"I'm so into my profession that I need a place where I can concentrate," he says. "Here there's no pressure, no clutter. I can't even see my neighbors' houses. I'm by myself, with my family."
Roger's wife, Vernessia, rises with him at six each morning. That's when they discuss pressing issues—everything from how the kids are doing in school to the 49ers' game plan. Twice a day Roger phones home from the team's offices 30 minutes away, and he calls again from his jeep on the drive home. The night before games, he has to say good-night to the children by telephone from a hotel room. He won't leave for the stadium the next morning until he gives Vernessia a wake-up call. "I need to hear her voice," he says. "She's a part of me."
Even on Tuesday, his day off, Craig works. He likes to take Rogdrick with him on errands and business calls. On this day, however, he has too many places to go, too many people to see, so Rogdrick stays home. Craig's first stop is at Mizuno Sports, Inc., in Burlingame. He regularly consults with Mizuno's design staff about his football equipment. Today he reports on the performance of his special air-padded thigh guards, and then slips on a new pair of custom-made shoulder pads. "I'll need deltoid plates," he tells a Mizuno vice-president. "I'm hit a lot behind the shoulders."
He heads south to Cupertino for lunch at the Sports City Cafe, which he owns with five teammates. This is no ordinary sports bar. The menu features dishes like mesquite-grilled snapper with prawns, and fettucini smothered in smoked chicken and prosciutto. Original watercolors of athletes hang on the walls. Sports memorabilia—e.g., one of Peggy Fleming's skating costumes, a pair of Kareem Abdul-Jabbar's goggles, Greg Louganis's swim trunks—are displayed in a trophy case.
The last stop of the day is a production studio in San Jose, where he is shooting a 30-second TV commercial for a car dealership. The advertising agency has written wordy, tongue-twisting copy. "Oh, man, my lips keep getting stuck," Craig says after botching a take. Several takes later he bolts out the back door. He's antsy to get home.
"My kids come first." he says. "They're what I live for. I play football for them. They are why I take the punishment. I want them to have the finer things in life, the things I didn't have as a child."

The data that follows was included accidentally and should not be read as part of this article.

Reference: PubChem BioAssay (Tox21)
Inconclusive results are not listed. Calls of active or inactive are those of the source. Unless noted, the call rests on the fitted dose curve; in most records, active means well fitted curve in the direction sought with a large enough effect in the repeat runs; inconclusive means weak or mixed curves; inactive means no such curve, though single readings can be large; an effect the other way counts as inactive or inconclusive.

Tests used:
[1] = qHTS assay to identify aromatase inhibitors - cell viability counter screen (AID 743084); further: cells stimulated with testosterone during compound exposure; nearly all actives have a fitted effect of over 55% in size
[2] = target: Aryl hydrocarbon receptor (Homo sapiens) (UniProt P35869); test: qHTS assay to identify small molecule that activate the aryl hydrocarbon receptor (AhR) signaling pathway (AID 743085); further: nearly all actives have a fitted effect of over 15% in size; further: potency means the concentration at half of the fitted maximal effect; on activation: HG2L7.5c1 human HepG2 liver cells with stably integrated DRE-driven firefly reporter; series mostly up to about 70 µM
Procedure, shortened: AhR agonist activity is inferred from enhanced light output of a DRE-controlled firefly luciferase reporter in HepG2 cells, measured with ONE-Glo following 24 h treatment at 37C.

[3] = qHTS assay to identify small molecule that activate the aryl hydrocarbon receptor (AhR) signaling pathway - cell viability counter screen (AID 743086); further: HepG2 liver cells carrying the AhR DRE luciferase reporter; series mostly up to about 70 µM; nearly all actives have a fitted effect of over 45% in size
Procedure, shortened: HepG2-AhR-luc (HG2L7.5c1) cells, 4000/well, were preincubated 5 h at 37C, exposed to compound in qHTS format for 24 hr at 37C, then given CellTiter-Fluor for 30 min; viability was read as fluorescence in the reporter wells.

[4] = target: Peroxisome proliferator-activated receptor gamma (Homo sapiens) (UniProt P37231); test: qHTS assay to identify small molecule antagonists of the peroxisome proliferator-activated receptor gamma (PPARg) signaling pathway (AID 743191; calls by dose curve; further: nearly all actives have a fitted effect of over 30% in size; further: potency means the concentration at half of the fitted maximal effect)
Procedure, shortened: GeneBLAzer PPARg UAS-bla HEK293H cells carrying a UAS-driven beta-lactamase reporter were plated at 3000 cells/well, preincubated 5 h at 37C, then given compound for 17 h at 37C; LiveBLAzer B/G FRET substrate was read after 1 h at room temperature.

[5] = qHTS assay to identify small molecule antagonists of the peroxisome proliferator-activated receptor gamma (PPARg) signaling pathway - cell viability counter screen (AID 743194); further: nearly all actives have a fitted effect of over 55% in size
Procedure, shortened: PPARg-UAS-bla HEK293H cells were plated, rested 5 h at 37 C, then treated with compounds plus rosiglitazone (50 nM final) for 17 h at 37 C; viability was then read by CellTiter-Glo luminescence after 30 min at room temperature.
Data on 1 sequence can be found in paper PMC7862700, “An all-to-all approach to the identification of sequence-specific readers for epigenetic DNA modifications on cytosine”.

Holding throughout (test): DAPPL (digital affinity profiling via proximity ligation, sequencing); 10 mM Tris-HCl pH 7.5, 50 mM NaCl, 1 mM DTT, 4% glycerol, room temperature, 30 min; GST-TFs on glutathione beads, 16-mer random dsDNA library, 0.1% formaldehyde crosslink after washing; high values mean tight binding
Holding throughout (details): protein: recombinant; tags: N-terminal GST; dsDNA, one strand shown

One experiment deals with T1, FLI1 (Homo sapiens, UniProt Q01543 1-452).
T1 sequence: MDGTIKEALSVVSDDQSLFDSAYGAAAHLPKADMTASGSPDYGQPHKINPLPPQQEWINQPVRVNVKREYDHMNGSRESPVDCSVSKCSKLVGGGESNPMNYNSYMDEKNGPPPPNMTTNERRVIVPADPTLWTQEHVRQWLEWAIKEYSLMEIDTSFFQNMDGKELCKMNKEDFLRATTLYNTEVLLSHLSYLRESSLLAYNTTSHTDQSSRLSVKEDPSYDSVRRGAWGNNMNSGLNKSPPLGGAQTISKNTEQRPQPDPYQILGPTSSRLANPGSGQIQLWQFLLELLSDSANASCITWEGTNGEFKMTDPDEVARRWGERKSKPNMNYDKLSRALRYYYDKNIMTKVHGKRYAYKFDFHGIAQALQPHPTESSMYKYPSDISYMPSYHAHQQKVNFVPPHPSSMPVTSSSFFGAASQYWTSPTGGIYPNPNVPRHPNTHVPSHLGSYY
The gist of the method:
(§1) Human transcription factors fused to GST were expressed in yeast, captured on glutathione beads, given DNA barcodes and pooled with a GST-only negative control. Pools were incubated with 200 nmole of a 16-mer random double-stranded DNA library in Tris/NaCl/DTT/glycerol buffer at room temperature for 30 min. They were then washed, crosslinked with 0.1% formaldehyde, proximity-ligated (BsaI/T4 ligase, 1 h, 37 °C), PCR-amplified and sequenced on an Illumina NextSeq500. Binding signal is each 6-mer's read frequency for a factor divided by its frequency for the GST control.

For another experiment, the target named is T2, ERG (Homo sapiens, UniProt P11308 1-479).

Craig, the third oldest of seven children, grew up in Davenport, Iowa. His father, Elijah, was a mechanic who repaired Wonder bread delivery trucks from two in the afternoon until 11 at night. His mother, Ernestine, worked the night shift as a machine operator, making replacement parts for tractors. She would arrive home at 7:30 a.m., in time to get her brood ready for school. "I didn't take a lot of sleep back then," she says. "I just kept going."
Elijah devoted what free time he had to his children and his electric guitar. He would gather the kids in the den for concerts, which usually included a bit of B.B. King and Chuck Berry, and some blues and gospel. The children would laugh at his elaborate fingering of the guitar, and they would dance around the room. "I kick myself in the butt all the time for not learning the guitar." Roger says.
One thing that he did learn from his father was the value of hard work. The lesson paid off early. In the opening football game of his junior year in high school, Roger broke his right leg. He knew he would miss the entire year, but he took an aggressive approach to his rehabilitation. He would throw down his crutches and walk back and forth across the living room. He would lift the sofa and various siblings using his bad leg. "Roger went through four or five casts." says Ernestine. "That boy scared me half to death."
After the last cast was removed, Elijah pestered his son to resume running. "Did you do your road work today?" he would ask after he got home from the garage. Elijah knew Nebraska had its eye on Roger.